Periodic Reporting for period 4 - FutureAgriculture (Transforming the future of agriculture through synthetic photorespiration)
Reporting period: 2019-07-01 to 2021-03-31
FutureAgriculture aims to boost agricultural productivity by designing and engineering plants that directly overcome the deficits of natural photorespiration and that support higher photosynthetic rate and yield. Alternative metabolic pathways that can bypass photorespiration without releasing CO2 are screened in silico by taking into account all known enzymes, as well as enzymes that could be easily evolved from them. The synthetic enzymes are integrated with existing ones to obtain entirely new pathways optimized by chemical logic, which will, in turn, be realized in vitro and then in vivo within bacteria and plants. Their implementation in plants is expected to significantly increase plant growth rate and biomass yield under various environmental conditions. This will provide the basis for increasing agricultural productivity of the crops that comprise >60% of agricultural production, including rice, wheat, barley, oat, soybean, cotton, and potato.
The TaCo pathway has already been partially realized in cyanobacteria (photosynthetic bacteria living in the soil and water) and also been implemented in model plants, some of them showing a significant physiological advantage compared to wild-type plants when grown under extreme drought conditions, which enhances photorespiration. The FUTUREAGRICULTURE team is now validating the results in plants and planning to transfer them to major crops.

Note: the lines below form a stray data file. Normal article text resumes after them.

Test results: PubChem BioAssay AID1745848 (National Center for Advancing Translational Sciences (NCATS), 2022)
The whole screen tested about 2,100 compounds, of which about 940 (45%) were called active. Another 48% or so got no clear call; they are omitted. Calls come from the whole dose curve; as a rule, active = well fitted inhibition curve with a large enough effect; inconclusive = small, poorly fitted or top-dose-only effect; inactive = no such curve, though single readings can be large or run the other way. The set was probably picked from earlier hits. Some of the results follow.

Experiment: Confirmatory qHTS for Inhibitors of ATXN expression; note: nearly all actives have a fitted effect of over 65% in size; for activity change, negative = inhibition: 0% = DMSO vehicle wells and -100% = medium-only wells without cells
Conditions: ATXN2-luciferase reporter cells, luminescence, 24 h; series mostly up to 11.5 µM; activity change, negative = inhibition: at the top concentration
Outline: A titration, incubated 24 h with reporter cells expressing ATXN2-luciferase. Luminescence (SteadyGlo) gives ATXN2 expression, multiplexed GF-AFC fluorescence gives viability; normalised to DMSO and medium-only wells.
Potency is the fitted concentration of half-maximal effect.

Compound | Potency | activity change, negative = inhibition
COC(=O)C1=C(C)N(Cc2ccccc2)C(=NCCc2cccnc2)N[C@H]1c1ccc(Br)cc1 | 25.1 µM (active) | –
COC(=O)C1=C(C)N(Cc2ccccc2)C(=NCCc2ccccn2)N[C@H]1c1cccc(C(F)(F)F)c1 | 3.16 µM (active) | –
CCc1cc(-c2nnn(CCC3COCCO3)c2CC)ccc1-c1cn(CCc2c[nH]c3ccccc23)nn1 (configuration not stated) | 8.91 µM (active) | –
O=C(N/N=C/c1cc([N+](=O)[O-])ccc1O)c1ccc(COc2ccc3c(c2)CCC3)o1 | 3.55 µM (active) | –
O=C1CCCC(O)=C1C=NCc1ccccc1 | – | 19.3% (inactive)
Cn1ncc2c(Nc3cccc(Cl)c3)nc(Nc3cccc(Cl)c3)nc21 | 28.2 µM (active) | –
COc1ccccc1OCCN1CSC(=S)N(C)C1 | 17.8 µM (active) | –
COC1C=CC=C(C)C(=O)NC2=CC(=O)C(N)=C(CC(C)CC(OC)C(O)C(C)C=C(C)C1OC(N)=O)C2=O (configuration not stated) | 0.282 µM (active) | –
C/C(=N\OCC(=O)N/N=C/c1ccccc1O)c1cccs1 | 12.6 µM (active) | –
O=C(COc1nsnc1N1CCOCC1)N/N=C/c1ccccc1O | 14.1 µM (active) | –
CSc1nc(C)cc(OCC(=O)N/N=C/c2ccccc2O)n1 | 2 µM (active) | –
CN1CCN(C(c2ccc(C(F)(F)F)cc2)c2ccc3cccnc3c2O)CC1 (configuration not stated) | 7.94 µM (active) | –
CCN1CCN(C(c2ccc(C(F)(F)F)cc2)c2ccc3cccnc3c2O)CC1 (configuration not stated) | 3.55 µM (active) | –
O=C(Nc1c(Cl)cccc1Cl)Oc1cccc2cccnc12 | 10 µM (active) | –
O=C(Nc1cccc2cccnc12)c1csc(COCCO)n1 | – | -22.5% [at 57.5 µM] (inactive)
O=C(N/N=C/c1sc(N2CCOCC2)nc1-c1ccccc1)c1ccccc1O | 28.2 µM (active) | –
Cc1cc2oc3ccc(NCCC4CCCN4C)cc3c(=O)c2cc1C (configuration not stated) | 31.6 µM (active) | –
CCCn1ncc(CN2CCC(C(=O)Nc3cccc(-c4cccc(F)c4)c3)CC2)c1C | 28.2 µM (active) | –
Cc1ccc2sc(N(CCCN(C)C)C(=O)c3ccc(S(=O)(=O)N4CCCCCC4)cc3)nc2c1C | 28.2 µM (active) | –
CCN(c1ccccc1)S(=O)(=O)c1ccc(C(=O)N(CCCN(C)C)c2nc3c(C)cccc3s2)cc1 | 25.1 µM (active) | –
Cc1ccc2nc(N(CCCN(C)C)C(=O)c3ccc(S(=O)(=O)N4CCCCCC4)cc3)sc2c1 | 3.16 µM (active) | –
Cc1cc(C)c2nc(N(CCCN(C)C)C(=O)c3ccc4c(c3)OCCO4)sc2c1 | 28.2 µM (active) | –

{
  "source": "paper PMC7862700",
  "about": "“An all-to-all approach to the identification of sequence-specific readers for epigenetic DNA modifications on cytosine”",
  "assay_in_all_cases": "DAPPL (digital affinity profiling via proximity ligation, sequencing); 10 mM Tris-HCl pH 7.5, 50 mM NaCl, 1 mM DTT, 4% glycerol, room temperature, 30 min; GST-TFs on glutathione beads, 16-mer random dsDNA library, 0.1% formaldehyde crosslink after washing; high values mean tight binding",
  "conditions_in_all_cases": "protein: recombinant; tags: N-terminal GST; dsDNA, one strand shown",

These promising results provide hope that the new pathways developed in FUTUREAGRICULTURE perform similarly well under difficult or challenging conditions in the field because they are much more CO2 efficient. It is expected that plants with the new pathways are more tolerant to the lack of water and produce more biomass per unit of land and of time than at present.
Along these lines, FutureAgriculture offers not an incremental improvement but rather a leap in agricultural productivity. Most other research efforts that aim to improve photosynthetic yield involve enormous implementation barriers. In contrast, FutureAgriculture’s engineering aims can be achieved within a reasonable timeframe as they are strictly genetic/metabolic and do not involve morphological or any other structural modifications. Hence, the development and implementation of synthetic photorespiration routes can transform the future of agriculture.
Furthermore, while the improvement of photosynthetic rate and yield via transgenic approaches has been a hot research topic for many years, these efforts focused on introducing existing pathways into new plant hosts. FutureAgriculture adopts a radically different approach. Rather than reshuffling and grafting existing enzymes in a fashion that resembles natural evolution and is in line with current metabolic-engineering thinking, the project systematically explores novel pathways that cannot be obtained by mixing and matching of existing, natural enzymes. FutureAgriculture’s approach demands the de novo engineering of new enzymes to catalyze metabolic transformations that are unknown in nature. These synthetic enzymes are integrated with existing ones to obtain entirely new pathways optimized by chemical logic, which will in turn be realized within bacteria and plants. Given the combinatorial nature of metabolic pathways, the addition of only one novel reaction dramatically expands the solution space of possible pathways, thus fully realizing the potential of synthetic biology. Yet, so far, only a handful of studies implemented synthetic pathways that harbor novel enzymes. FutureAgriculture takes this strategy to a new level by constructing de novo pathways within the very core of carbon metabolism.